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 Skater Spotlight:

I began skateboarding in Helena after meeting a kid at the local skatepark who sold his board to me. I got a full setup for $15. When we moved to Kalispell, I gave up skateboarding for a while but eventually got back into it and have been skateboarding here for about five years.

I first began coming to JuJu when J.D. was hosting it out of his garage. Over time, they moved around a lot and I lost track of where they met. When JuJu opened the skatepark in the warehouse in 2015 is when I came back and I’ve been going here ever since especially during the winter. I go to the skatepark at Woodland Park a lot but winter time is when I use the warehouse.

I learn new skateboarding moves primarily by watching other skaters and videos on Instagram. I take careful note regarding their feet placement and body technique and try to copy it refining the technique to my style. Sometimes in trying to imitate a technique, I’ll discover something different and take off from there. I mostly learn on my own. I really like doing ramps, especially mini-ramps.

We have long winters in Montana so there is no place to skateboard for about six months of the year. JuJu welcomes everyone who wants to skate at their indoor track in the warehouse. It’s rad of them to provide this for us. They’ve also helped me out personally when I was going through a rough time a couple of years ago. JuJu people were there for me just as they are for anyone who needs help. JuJu skaters help each other and are supportive when anyone is going through a hard time. We have each other’s backs. When one’s down, we’re all down so we team up to support each other.

What I most like about coming to JuJu is meeting other skaters and hearing their life stories. I’ve formed many bonds through connecting with other skaters and the friends I’ve made are very special to me.

Other than skateboarding, I did wrestling in high school which was pretty rad and I also like to work. I enjoy using my hands doing constructive things. I’m doing cooking now and hope to work in construction going forward with my life.

I’d say to anyone who’s going through a rough time out there; if you need help, don’t be afraid to ask. I’ve known friends who think they can do it on their own but I know from experience that one needs help from others and no one should feel ashamed to ask for it. Having a good group of homie’s is very important. They’ll be there for you as you are there for them.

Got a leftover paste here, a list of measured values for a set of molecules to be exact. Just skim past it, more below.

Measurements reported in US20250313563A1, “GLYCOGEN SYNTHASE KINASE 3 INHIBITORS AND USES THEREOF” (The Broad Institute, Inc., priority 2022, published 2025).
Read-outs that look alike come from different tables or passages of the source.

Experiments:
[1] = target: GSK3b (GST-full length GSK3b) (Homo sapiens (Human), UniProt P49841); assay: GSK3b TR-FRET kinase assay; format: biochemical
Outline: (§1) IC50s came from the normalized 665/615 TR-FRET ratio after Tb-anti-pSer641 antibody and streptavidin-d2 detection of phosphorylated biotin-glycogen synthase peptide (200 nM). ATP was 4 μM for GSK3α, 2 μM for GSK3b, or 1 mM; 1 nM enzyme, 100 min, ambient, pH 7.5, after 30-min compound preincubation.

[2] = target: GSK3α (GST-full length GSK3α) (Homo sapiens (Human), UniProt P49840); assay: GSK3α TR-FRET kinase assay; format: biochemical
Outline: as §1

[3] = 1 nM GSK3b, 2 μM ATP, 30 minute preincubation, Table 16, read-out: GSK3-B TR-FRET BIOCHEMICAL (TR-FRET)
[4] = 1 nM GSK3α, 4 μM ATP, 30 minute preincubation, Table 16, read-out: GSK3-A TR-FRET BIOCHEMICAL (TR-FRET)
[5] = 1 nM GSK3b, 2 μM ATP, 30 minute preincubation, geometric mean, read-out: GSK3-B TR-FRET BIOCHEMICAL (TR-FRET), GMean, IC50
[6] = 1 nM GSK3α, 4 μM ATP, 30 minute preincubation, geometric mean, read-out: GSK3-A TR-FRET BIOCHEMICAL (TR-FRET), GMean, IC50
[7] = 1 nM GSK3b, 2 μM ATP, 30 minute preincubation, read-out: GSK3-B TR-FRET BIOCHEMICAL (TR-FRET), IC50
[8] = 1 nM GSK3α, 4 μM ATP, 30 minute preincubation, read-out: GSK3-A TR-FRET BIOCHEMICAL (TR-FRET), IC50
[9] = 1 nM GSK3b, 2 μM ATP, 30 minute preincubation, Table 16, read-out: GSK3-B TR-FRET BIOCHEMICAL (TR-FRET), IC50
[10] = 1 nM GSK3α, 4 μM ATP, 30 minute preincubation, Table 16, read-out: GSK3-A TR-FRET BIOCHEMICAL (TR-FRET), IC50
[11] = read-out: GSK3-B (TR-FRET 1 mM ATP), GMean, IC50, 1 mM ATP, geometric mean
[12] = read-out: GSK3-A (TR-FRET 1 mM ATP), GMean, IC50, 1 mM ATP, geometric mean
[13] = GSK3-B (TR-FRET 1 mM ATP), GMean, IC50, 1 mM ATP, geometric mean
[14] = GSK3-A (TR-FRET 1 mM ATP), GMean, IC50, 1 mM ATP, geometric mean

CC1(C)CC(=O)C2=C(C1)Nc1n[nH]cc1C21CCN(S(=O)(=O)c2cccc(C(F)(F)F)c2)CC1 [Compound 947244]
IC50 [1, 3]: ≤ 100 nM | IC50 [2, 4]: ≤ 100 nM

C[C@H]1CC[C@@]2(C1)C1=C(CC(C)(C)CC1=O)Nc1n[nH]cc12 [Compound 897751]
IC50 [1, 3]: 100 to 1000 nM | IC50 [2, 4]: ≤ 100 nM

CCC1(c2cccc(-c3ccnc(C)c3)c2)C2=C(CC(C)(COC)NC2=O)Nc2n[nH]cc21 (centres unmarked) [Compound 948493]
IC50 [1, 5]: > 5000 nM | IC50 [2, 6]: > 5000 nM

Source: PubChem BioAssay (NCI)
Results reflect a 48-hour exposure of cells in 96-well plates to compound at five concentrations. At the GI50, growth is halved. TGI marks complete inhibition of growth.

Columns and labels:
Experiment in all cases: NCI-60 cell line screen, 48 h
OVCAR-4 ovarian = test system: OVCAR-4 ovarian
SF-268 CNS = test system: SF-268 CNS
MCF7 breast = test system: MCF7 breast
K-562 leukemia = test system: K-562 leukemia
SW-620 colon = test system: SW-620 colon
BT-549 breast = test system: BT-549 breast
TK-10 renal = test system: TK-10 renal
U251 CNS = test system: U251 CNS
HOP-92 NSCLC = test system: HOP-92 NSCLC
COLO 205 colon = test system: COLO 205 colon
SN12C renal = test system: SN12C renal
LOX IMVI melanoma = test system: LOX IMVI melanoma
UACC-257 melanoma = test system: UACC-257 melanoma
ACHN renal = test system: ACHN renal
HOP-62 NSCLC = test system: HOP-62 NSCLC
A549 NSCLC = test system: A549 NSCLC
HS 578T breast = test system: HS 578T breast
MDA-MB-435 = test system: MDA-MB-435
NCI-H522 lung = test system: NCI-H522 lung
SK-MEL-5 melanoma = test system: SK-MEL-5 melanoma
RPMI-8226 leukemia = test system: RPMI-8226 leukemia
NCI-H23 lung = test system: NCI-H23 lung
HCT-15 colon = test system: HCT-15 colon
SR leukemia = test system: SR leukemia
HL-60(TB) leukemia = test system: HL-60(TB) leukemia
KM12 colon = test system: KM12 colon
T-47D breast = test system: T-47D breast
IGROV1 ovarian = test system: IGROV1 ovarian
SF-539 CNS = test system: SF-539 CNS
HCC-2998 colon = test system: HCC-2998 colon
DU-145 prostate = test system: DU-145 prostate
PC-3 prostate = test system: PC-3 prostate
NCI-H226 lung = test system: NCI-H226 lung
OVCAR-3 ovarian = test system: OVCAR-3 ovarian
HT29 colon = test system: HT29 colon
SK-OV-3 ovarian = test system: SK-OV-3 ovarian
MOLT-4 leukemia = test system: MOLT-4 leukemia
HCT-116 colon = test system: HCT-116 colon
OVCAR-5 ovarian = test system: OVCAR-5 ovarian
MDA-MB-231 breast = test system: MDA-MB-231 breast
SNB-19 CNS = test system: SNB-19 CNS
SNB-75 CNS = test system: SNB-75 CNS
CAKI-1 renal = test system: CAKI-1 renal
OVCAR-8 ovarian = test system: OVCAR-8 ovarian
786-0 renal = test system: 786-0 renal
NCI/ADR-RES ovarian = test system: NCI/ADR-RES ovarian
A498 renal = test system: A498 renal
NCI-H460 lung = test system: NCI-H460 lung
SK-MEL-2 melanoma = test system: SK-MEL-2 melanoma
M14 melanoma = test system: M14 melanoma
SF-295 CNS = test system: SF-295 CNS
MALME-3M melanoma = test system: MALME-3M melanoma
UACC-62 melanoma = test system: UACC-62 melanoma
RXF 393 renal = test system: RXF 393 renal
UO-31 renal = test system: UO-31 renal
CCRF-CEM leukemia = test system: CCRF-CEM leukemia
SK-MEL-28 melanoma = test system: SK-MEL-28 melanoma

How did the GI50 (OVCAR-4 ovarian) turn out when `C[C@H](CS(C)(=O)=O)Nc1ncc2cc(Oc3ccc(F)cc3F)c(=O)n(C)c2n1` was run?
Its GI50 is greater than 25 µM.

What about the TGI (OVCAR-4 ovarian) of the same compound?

They'll be there for you as you are for them

I was born in Moscow, Russia. My dad is an American who met my mom there. When I was seven years old, we traveled together to the U.S. and lived in Tyler, Texas. After a couple of years, we bought a motorhome and traveled around the country eventually stopping in Helena, Montana. We didn’t really like it there so seven years ago we moved to Kalispell where I’ve lived ever since. When we were on the road, I was home schooled. After making the move to Kalispell, I attended middle school and am now close to graduating from Glacier High School.

 Skater Spotlight:

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It Was Like I Came Home

I was born in Libby, Montana. My parents divorced when I was very young and my mom moved to California and later to Florida. My dad settled in Kalispell and I spent many years being shuttled back and forth between Kalispell, California, and Florida. This went on till I was 13 years old. I’m 15 now and Kalispell is my home. I’m a freshman at Flathead High School and have three brothers and five sisters.

I was three or four years old the first time I got on a skateboard. My older brothers skateboarded and I wanted to give it a try but didn’t get that serious about it until the age of eight. When I first started, I didn’t have a good place to skate and learning took a long time. We lived in Great Falls for a while and my mom wouldn’t let me go outside much so I didn’t get in a lot of practice but occasionally went to a skate park with my brothers. It took a year and a half to learn my first trick which was an ollie and I’ll never forget the thrill of finally completing the move. When I came back to Kalispell about four years ago, I was really taking skateboarding seriously and had met a friend named Branden who told me about JuJu. I decided to give it a try and the first time I stepped into JuJu it was like I’d come home. I found out at JuJu, you don’t have to worry about trouble that brings the cops like people doing drugs and other bad things. When a person comes to JuJu, they feel safe.

JuJu accepted me as is and it is like a second home to me. It’s a place where I don’t have to worry about anxiety and depression. It’s rough for skateboarders socially. A lot of people think we’re all bad and do drugs and don’t treat us with respect. It’s not right to treat people like that, assuming we’re all bad kids.

The JuJu warehouse surface is more slippery than the skate park at Woodland but I think it’s safer in that you don’t have to worry about getting a concussion or broken bones. The people at JuJu make sure we have a safe effective place to skate. 

I’ve gotten to know many really good people at JuJu who’s been a positive influence on me. One who stands out is Judah. Watching him skate makes me try harder. I want to be able to do the moves he does so well and I admire that he’s always willing to help others.

My favorite skateboard trick is a backside disaster. You have to stay in the same spot and do a full 180 rotation where It’s really easy to lose your balance; but, in order to do the move, you first must learn the rock-to-fakey trick in order to complete the backside disaster.

Besides skateboarding, I enjoy boxing. I’m taking lessons from a private trainer and have competed in a couple of events. I look forward to continuing with the training and improving the skills I’m learning. 

I like JuJu the way it is but agree with many others that it would be nice if the warehouse had more room for skating. The only drawback about the warehouse I can think of is the new railing on the pyramid which takes up too much space and kids stand on it while others are skating making it unsafe.